Tuesday, October 4, 2011


Raise your hand if you’re over 50 and remember peaceful protests in the 1960s and 70s? Ah, I thought so – lots of you (okay,"us") skipped class and paraded around carrying signs that said things like, “Hell No, We Won’t Go,” and “America- Fix it or Fuck It!” or “We Shall Overcome.” In some instances, we sincerely had worthy causes worth fighting for, or demonstrating for. In other cases, we were just mad at something our universities or our government had done and we wanted to vent our anger. Either way – we know a little something about civil disobedience, don’t we? And that’s why as we watch the Occupy Wall Street protests, in some ways it’s “déjà vu all over again.”

As recently as last week many of us did not understand what Occupy Wall Street was about. Media wasn’t really picking up on it much, and outside of NYC the buzz was pretty quiet. What a difference a week can make. This week cities across the U.S. are starting to heed the “Occupy” call to reject corporate greed, to call on wealthy Americans to spread the wealth and to neutralize the influence that corporate lobbyists have on legislators. On its face, the basic tenets of the Occupy Wall Street movement seem valid to many Americans. However, much like some of those above mentioned protests from the absolute era of protest, Occupy Wall Street does not seem to have clear proposals for social or economic change. What the demonstrators do have is massive frustration with the American capitalist system.

Buoyed by participation from activist luminaries like Susan Sarandon and Michael Moore, the demonstrators have held steadfast to their own activism for about two weeks now. Here’s a report from ABC News:
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The one thing we learned from our anti-everything protests from the 1960s and 70s is that anger may be a powerful catalyst, but until it is coupled with achievable goals, demonstrations are hollow. I am not an expert on social movements, but I’m an interested observer who learned the following over time:

1. Organize, organize, organize. The Occupy movement is certainly a grass roots effort, but even the most basic protests must have order. Anarchy only builds anarchy. Having a plan and some way to structure the movement often yields greater results. Best evidence? The Civil Rights movement
of the 1960s.

2. Have clear objectives. Nobody seems to have stated any goals with the Occupy Wall Street movement. What is the purpose of thousands of people showing up for a street demonstration if there aren’t any clear objectives? So far, what we know is that these people are dissatisfied with the current state of our economic system, our taxation laws and what they see as undue influence of corporate entities on legislation that affects all Americans. All valid, but if you ask them what they want instead of the current system, so far no one has come forward to outline the goals.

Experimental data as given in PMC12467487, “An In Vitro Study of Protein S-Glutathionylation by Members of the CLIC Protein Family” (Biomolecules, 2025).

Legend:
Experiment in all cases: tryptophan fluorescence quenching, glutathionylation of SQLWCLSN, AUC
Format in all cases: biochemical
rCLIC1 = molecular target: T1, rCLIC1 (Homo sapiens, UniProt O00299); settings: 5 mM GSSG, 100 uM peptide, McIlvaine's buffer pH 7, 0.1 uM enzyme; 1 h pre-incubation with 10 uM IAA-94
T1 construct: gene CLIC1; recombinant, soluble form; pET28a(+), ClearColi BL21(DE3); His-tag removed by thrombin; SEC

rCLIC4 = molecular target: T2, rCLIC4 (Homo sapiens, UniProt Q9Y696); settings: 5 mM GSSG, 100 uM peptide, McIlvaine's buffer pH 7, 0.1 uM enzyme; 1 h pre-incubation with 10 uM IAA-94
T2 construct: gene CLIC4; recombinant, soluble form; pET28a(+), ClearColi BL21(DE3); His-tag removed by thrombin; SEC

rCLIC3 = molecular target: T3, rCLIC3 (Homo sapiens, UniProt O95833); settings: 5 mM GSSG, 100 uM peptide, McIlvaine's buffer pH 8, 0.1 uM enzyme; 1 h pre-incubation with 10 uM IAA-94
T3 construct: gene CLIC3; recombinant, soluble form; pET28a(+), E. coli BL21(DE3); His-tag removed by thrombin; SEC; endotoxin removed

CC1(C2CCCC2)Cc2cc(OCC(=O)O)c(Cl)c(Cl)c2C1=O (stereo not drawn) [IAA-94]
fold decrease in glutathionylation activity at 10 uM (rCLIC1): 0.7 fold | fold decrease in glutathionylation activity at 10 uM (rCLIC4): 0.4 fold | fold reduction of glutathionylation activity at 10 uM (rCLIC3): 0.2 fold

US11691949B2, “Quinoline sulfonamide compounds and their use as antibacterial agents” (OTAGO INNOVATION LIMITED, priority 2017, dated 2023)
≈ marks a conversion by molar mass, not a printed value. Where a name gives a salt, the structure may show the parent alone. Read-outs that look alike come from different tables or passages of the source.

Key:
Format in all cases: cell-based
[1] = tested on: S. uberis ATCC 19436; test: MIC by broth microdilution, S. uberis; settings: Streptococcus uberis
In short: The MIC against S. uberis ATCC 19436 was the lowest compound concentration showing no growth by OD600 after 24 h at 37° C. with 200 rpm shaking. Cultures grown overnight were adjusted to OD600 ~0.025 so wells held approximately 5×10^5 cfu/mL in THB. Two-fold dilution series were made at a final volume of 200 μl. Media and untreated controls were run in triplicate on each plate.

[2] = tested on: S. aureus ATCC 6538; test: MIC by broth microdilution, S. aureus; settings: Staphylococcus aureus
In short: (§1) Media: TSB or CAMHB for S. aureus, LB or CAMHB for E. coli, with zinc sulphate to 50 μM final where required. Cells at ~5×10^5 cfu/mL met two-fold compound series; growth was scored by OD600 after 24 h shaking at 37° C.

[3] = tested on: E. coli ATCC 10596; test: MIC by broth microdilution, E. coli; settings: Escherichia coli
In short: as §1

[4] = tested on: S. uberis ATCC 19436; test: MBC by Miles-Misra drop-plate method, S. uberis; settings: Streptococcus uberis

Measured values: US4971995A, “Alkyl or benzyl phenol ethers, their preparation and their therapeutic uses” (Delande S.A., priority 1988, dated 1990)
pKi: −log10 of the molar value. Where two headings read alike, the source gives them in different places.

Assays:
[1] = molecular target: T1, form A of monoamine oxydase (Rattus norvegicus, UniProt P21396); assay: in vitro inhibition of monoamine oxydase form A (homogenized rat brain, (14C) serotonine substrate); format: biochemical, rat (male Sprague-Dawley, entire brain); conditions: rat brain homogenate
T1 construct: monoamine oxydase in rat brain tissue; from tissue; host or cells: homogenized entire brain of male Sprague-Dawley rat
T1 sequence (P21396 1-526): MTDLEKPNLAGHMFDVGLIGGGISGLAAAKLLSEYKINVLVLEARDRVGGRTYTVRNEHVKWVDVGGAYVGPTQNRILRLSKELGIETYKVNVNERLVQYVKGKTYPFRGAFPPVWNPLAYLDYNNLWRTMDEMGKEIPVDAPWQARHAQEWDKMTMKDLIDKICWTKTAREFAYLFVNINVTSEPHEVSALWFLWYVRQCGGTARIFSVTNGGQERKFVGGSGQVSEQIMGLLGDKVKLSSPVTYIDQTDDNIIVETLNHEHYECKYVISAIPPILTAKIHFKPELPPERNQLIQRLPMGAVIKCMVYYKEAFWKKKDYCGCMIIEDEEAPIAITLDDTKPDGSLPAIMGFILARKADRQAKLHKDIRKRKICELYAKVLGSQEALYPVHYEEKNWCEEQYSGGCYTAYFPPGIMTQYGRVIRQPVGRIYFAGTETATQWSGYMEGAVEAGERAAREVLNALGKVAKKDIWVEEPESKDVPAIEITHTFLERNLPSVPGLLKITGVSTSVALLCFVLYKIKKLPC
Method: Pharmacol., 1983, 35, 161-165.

3. Who’s calling the shots? The best social change movements had great leaders – Dr. Martin Luther King, Gloria Steinem (below, left), Mario Savio, Susan B. Anthony.
This morning a New Orleans man, age 27, called in to a local talk radio show to talk about the Occupy New Orleans demonstration to be held Thursday. When asked who was in charge of the rally, he said, “Well, we don’t have a leader or anything like that. Everybody will just get together.” When asked what the objective of the demonstration will be, he said, “We’re protesting the inequality between classes in this country.” He never said what the group wants, or what alternative to the class system they would like to see. They need a leader.

So, about those “clear objectives” in number two above: The anti-war movement of the 1960s and 70s clearly wanted out of Vietnam. The women’s movement of the 1970s clearly wanted gender equality and to pass the Equal Rights Amendment.
The Civil Rights movement of the 1960s clearly wanted an end to racial discrimination. Unfortunately, there is nothing clear about what the Occupy movement wants.

The frustration and anger expressed by the many young people on Wall Street these past couple of weeks is step one. It is that emotional fire that galvanizes large groups of people. But the recent media comparisons to Egypt’s Tahir Square (below, right) are a stretch. The Tahir Square demonstrators wanted democracy. So far, the Occupy movement demonstrators just seem to want to get something off their chest. I applaud their tenacity and their passion.That’s what we’re made of here in America, as opposed to say, Bahrain, where this week it was revealed that 26 anti government protestors are to be imprisoned, with sentences ranging from five to 15 years each. Here we can speak up, be heard and affect change. But looking into the faces of the young Occupy Wall Street demonstrators, I just wonder: What do you want to do about the issues that motivate you? We know you’re unemployed; we know you don’t have any health insurance and we know your college degree is not serving you as well as you hoped. Reminding us of all of that doesn’t really accomplish much. What do you want?


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On Saturday, January 28, thousands of parents, families and engaged citizens gathered together to open a community center in the heart of downtown Oakland. The Police, under orders from Mayor Quan, responded to this peaceful demonstration of direct democracy and community building by arresting around 400 people.

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